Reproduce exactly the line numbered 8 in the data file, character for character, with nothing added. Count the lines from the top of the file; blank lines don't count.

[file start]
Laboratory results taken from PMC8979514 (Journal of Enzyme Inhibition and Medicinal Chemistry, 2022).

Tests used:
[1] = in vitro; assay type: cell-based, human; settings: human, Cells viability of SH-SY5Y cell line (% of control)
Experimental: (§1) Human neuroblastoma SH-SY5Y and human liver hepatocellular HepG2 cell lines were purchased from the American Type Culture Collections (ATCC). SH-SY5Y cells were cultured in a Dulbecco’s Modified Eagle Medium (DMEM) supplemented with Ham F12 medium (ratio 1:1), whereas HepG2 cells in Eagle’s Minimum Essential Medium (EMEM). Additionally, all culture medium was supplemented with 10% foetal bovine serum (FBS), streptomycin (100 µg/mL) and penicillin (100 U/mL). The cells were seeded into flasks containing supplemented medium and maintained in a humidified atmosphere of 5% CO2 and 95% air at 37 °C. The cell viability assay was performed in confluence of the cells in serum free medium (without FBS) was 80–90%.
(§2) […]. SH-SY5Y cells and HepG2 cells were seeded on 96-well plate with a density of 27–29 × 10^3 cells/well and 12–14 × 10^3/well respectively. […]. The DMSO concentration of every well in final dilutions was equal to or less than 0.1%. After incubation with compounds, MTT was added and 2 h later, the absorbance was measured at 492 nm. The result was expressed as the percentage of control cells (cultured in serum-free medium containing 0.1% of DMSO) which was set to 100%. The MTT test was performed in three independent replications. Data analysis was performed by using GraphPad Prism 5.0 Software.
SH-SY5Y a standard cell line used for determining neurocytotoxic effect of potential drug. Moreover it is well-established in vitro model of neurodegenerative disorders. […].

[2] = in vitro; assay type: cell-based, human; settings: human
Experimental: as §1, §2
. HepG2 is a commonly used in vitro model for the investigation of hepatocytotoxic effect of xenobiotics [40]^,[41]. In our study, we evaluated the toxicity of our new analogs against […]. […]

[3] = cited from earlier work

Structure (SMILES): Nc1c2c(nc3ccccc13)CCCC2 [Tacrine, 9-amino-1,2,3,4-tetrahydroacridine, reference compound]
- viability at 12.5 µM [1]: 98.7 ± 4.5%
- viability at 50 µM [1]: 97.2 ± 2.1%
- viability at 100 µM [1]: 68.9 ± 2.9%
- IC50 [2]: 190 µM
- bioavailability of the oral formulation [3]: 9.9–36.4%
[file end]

Experimental: as §1, §2